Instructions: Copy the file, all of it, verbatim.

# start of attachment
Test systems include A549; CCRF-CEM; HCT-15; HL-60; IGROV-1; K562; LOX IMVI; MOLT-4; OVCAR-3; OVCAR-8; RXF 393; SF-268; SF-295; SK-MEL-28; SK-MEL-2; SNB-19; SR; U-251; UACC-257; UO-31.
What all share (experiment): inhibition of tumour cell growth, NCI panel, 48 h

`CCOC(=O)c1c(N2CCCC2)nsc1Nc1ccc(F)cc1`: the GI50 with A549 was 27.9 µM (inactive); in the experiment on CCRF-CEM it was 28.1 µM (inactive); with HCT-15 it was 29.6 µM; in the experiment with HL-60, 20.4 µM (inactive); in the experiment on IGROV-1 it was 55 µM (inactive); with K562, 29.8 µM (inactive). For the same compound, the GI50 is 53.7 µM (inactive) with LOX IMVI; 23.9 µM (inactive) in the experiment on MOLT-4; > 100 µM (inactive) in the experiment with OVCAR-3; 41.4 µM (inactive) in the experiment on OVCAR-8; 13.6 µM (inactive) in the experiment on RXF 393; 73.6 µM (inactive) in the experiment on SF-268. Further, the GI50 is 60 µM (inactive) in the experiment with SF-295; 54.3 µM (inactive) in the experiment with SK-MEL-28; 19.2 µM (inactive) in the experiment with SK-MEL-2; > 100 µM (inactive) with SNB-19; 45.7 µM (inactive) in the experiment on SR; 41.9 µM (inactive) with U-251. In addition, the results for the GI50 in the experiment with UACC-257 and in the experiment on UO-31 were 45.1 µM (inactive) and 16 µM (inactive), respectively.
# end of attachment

Test systems include A549; CCRF-CEM; HCT-15; HL-60; IGROV-1; K562; LOX IMVI; MOLT-4; OVCAR-3; OVCAR-8; RXF 393; SF-268; SF-295; SK-MEL-28; SK-MEL-2; SNB-19; SR; U-251; UACC-257; UO-31.
What all share (experiment): inhibition of tumour cell growth, NCI panel, 48 h

`CCOC(=O)c1c(N2CCCC2)nsc1Nc1ccc(F)cc1`: the GI50 with A549 was 27.9 µM (inactive); in the experiment on CCRF-CEM it was 28.1 µM (inactive); with HCT-15 it was 29.6 µM; in the experiment with HL-60, 20.4 µM (inactive); in the experiment on IGROV-1 it was 55 µM (inactive); with K562, 29.8 µM (inactive). For the same compound, the GI50 is 53.7 µM (inactive) with LOX IMVI; 23.9 µM (inactive) in the experiment on MOLT-4; > 100 µM (inactive) in the experiment with OVCAR-3; 41.4 µM (inactive) in the experiment on OVCAR-8; 13.6 µM (inactive) in the experiment on RXF 393; 73.6 µM (inactive) in the experiment on SF-268. Further, the GI50 is 60 µM (inactive) in the experiment with SF-295; 54.3 µM (inactive) in the experiment with SK-MEL-28; 19.2 µM (inactive) in the experiment with SK-MEL-2; > 100 µM (inactive) with SNB-19; 45.7 µM (inactive) in the experiment on SR; 41.9 µM (inactive) with U-251. In addition, the results for the GI50 in the experiment with UACC-257 and in the experiment on UO-31 were 45.1 µM (inactive) and 16 µM (inactive), respectively.